In Mauritania, many learners struggle with French, one of the official languages of instruction at school. This language barrier hinders student progress with the curriculum, increasing the chances of leaving school. This risk disproportionately affects adolescent girls due to discriminatory social norms undermining their continued education, even in urban areas of the capital, Nouakchott. To address these challenges, UNICEF Mauritania, in collaboration with the Akelius Foundation and national partners, has initiated a blended course to improve French proficiency for girls in a disadvantaged neighbourhood of Nouakchott. The blended course, which takes place at a community-based facility during afternoons, integrates regular teaching with the offline use of the Akelius Digital Learning app. This research brief presents evidence on how the blended course supported vulnerable girls’ learning and other socio-emotional skills. It highlights lessons learnt for practitioners in implementing digital learning in resource-constrained environments, including the reliance on offline solutions and the co-design of digital content with the teachers.
On Call: Using Mobile Technologies to Measure Learning in Emergencies
Publication

On Call: Using Mobile Technologies to Measure Learning in Emergencies

How can we harness the power of mobile technologies to track learning in emergencies? Identifying ways to improve assessments in emergencies is incredibly important as there remains large gaps in understanding how children are learning in crisis settings. This report aims to provide practitioners with practical guidance and resources on using mobile technology to conduct learning assessments in emergency settings. It is the second of a two-part series on uses of mobile phones for education in emergency programmes and draws from a review of the existing literature as well as feedback from education in emergencies practitioners.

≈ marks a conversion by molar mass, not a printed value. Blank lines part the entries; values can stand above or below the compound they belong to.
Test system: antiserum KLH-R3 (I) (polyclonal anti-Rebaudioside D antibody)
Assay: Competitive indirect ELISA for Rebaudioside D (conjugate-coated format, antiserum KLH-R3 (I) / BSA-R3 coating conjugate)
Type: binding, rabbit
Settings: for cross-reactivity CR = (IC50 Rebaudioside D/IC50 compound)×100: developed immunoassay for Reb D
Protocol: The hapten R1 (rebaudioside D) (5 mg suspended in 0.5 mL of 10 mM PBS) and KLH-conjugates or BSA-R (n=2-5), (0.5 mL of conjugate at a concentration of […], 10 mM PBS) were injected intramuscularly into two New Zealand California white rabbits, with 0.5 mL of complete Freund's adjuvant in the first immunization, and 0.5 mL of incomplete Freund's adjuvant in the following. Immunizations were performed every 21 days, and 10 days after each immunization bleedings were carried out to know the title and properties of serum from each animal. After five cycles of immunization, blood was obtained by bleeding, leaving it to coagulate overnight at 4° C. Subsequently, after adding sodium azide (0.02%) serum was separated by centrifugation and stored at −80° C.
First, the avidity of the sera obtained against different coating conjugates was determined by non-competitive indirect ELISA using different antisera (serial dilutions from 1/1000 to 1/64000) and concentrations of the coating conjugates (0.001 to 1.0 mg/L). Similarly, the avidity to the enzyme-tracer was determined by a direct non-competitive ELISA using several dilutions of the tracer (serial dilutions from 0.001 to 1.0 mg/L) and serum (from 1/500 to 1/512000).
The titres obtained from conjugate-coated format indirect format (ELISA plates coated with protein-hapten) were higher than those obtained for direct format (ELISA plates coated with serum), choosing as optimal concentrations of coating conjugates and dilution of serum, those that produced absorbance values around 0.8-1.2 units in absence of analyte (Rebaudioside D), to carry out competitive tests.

On Call: Using Mobile Phones to Provide Learning in Emergencies
Publication

On Call: Using Mobile Phones to Provide Learning in Emergencies

In 2021, an estimated 37 million children were forcibly displaced across the globe. Ensuring these children continue their education in times of crisis is a significant challenge. One tool that can help children stay in education is basic mobile phones. Basic mobile phones can provide learning through multiple channels, such as text messages, voice calls, nudges and lessons through radio broadcasts. This report outlines, in detail, how mobile phones can be applied as a learning tool in emergency settings. It also provides practical case studies and references for how mobile phones have been used to teach students, support parents and train teachers. This report is also part of the On Call two-part series on the uses of mobile technologies for education in emergency settings, with the second report focusing on mobile technologies for learning assessments.

Articles

Two children in Guinea are sitting at a table and looking at a tablet.
Blog

A Tale of Two Classrooms

In January 2023, two primary schools in Conakry, Guinea, embarked on a journey to re-imagine their day-to-day education through technology. The students accessed classroom content through the Learning Passport (LP), a cutting-edge digital learning platform that is currently deployed in 36 countries worldwide including in development and humanitarian settings.